The Middle Ages and Renaissance
In the period after the fall of the Roman Empire, the bubonic plague, or Black Death, was one of the galvanizing events. It was during this time that the dog acquired its more negative lore. During the plague, in which fleas transported the deadly disease, historian Mary Elizabeth Thurston points out in her book, The Lost History of the Canine Race, that the dog, “with its inborn resistance to the plague bacillus,” was now on its own. Most livestoc. was killed by the disease — cattle, sheep, chickens and others. People were killing each other over food. Few people during this period kept pets. Ownerless, dogs ran wild, usually in packs, eating corpses and killing in groups.
During feudal times, the aristocracy assumed ownership of many fertile lands, especially the great forests in which animals and other natural resources were still abundant. During this time, the hunt became ritualized, and dogs were used to pursue various kinds of game. Lords and barons had different dogs to take down deer, bears, bulls, wolves, large fowl, and foxes, and preferred other dogs for small game, mostly vermin. Others were bred for specific duties, such as tracking, coursing, and retrieving on land and in water.
For centuries, the dog has been more popular than any other pet. From the perennially popular book, The Call of the Wild, to the Disney movie, 101 Dalmatians, to the art of William Wegman (who works with his Wei-maraners), and Charles Schulz, who created Snoopy, humans' love of their canine companions has been celebrated in literature, song, art, folklore, and popular culture.
Thurston points out that Henry I of England had a kennel of 200 dogs for huntsmen to train, care for, and deploy. As the aristocracy grew, so did their land claims. And unless you were someone of rank, you could not take game from a claimed preserve.
It was not until after the fall of the French king in the late 1700s, during the French Revolution, that ordinary people were allowed to hunt in the largest and most heavily stocked game forests. In the early 1800s, many lands across Europe were opened up in an attempt to dissuade the masses from overthrowing various monarchies. These policies were part of larger political agendas, which all worked to varying degrees. However, one thing was an absolute success — hunting became popular to the extreme.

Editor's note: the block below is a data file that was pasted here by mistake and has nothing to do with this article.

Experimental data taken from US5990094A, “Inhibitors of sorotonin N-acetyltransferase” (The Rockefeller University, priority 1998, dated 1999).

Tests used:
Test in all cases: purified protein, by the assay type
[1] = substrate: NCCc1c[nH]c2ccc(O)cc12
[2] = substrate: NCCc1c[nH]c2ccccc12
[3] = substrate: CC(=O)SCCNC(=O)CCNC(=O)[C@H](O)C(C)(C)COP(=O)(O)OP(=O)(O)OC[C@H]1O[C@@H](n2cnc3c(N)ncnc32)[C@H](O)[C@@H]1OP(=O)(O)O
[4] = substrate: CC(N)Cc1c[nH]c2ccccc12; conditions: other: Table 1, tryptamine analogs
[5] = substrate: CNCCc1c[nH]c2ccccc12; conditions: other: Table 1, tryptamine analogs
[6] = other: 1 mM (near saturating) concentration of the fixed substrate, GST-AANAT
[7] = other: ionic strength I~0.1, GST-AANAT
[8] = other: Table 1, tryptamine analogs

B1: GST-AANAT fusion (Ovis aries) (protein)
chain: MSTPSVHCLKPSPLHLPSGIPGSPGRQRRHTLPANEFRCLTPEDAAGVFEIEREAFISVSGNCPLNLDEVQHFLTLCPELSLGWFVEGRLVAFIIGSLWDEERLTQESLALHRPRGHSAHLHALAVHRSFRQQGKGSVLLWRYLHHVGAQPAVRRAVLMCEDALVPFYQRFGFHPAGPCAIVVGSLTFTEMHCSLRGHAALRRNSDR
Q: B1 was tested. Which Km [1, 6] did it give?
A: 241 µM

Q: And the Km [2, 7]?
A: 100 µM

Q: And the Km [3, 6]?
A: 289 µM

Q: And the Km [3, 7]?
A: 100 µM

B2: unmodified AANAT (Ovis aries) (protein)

The Victorian Era
Queen Victoria was a devoted dog fancier, and when her husband, Prince Albert, suddenly sickened and died in 1861 at the age of forty-two, the saddened Queen grew even fonder of her gentle pets. In her lifetime she raised more than fifteen different breeds of dogs. According to noted historian Paul Johnson, “She formed passionate attachments to animals when a child, and the vehemence with which she fought for their rights persisted to the end. At her various jubilees, prisoners were released all over the Empire provided that she personally signed their remission. There was only one category she refused: those convicted of cruelty to animals, which she called ‘one of the worst traits in human nature.’” The Queen was especially fond of a favorite spitz, who was actually allowed to jump on the Queen's breakfast table.
Due to Victoria's love of canines, the dog reached an all-time high status. Your choice of dog conveyed whether you were a sportsman or a true lady. Dogs helped people fulfill their aspirations toward a higher station in life. Indeed, it was in this period that many dog classifications began. It was also a time in which many new dog breeds were bred by varying groups, especially hunters.
In the 1700s and 1800s, many of the sporting breeds, such as the German Shorthaired Pointer, Weimaraner, Vizsla and other hunting dogs, were bred because middle-class Europeans had more time for hunting as recreation, and they wanted one dog to perform a series of functions for which the European aristocracy could previously afford to keep several breeds. Likewise, smaller, toy breeds also became more popular, and many breeds which were hitherto unknown came to the fore.
The different species we are so familiar with today are the result of the continuing quest during this time to find the perfect dog. In many cases throughout history, people have bred dogs for different characteristics such as size, speed, hunting abilities, and others, to produce dogs for a variety of uses. This period became the golden age of the dog.
The United States may not be known as the country where dogs are especially cherished — for example, in France almost all dogs are welcome in restaurants, whereas in the U.S. only registered service and therapy dogs are — but that doesn't mean it doesn't have its share of people who adore their canine companions. In fact, dogs have been alongside the settlers of the United States since the country's infancy.